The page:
The ASME Boiler and Pressure Vessel Code fatigue design curves for structural materials do not explicitly address the effects of reactor coolant environments on fatigue life. Recent test data indicate a significant decrease in fatigue life of pressure vessel and piping materials in light water reactor (LWR) environments. Fatigue tests have been conducted on Types 304 and 316NG stainless steel in air and LWR environments to evaluate the effects of various material and loading variables, e.g., steel type, strain rate, dissolved oxygen (DO) in water, and strain range, on fatigue lives of these steels. The results confirm the significant decrease in fatigue life in water. The environmentally assisted decrease in fatigue life depends both on strain rate and DO content in water. A decrease in strain rate from 0.4 to 0.004%/s decreases fatigue life by a factor of {approx} 8. However, unlike carbon and low-alloy steels, environmental effects are more pronounced in low-DO than in high-DO water. At {approx} 0.004%/s strain rate, reduction in fatigue life in water containing <10 ppb D is greater by a factor of {approx} 2 than in water containing {ge} 200 ppb DO. Experimental results have been compared with estimates of fatigue life based on the statistical model. The formation and growth of fatigue cracks in austenitic stainless steels in air and LWR environments are discussed.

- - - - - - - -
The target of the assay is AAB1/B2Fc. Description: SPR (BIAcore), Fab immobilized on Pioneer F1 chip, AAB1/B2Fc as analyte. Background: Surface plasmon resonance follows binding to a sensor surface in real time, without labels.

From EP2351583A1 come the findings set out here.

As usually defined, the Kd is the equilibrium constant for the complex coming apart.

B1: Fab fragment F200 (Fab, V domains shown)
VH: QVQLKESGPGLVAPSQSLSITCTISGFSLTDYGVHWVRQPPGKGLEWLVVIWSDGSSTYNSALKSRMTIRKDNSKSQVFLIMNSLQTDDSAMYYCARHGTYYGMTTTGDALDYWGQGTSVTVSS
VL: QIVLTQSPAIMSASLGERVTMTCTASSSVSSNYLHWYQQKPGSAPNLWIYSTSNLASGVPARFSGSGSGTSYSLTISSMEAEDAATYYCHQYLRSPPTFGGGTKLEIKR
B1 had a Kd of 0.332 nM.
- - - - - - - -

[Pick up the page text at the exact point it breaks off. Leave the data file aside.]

20. Introduction of Mass Spectrometry in an First-Semester General Chemistry Laboratory Course: Quantification of Mtbe or Dmso in Water

    ERIC Educational Resources Information Center

    Solow, Mike

    2004-01-01

    Quantification of a contaminant in water provides the first-year general chemistry students with a tangible application of mass spectrometry. The relevance of chemistry to assessing and solving environmental problems is highlighted for students when they perform mass spectroscopy experiments.

  1. Wildfires and water chemistry: effect of metals associated with wood ash.

    PubMed